UBC Theses and Dissertations
Atmospheric politics : negotiating climate change in the Bolivian highlands Whitt, Clayton Abel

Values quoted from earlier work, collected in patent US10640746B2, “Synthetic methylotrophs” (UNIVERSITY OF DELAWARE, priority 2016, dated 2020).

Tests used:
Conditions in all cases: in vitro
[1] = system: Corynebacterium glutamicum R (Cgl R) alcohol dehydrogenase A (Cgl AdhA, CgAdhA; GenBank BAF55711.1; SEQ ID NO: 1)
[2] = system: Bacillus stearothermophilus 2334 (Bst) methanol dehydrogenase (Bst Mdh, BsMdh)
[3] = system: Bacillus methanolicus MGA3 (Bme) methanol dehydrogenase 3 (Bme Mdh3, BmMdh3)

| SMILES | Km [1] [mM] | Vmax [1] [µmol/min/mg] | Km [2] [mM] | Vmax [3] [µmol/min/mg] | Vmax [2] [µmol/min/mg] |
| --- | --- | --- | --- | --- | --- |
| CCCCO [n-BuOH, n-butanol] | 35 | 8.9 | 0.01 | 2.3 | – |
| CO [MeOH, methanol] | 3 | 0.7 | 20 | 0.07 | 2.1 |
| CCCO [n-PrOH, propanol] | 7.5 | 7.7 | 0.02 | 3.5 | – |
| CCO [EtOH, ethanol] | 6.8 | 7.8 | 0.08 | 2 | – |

This dissertation examines the experiences of farmers and herders in the highlands of Bolivia’s central Andes, or Altiplano, as they face and respond to climate change and other environmental problems. This work is based on 12 months of fieldwork among Quechua- and Spanish-speaking people in a rural municipality called El Choro, located on the floodplain of the Desaguadero River and just north of Lake Poopó. Bolivia is already suffering impacts from climate change, including shifting precipitation patterns, such as floods and droughts that disrupt agriculture. The government of Evo Morales and the MAS party has positioned itself to be an international leader in the fight against climate change while also continuing to pursue wealth at the hands of high impact extractive industries such as hydrocarbons and minerals. This dissertation, then, is an attempt to take a closer view of one community that is simultaneously beset by the consequences of climate change and water pollution but also is presented with new opportunities for economic development and new investments by the government. I explore how environmental experiences and politics are entangled in different ways and the types of material and spatial linkages that refract politics through the changing environment and vice versa. I trace the spatial politics of climate change and other environmental transformations by focusing in on people’s daily experiences with environmental phenomena such as mud, floods, droughts, and lightning strikes. I draw on spatial theories, such as Doreen Massey’s conceptualization of space as composed of a multiplicity of intersecting trajectories, and affect theory, especially Baruch Spinoza’s notion of bodies affecting other bodies by increasing or decreasing their capacity to act. I use these theories to draw out a conceptualization of what I call atmospheric politics, which emerge in the material interactions of daily life. I argue that atmospheric politics manifest in people’s day-to-day negotiations with their changing environments. These negotiations reflect mutual entanglement between people and environments that open to a multiplicity of possibilities, despite the grim futures prognosticated under climate change.
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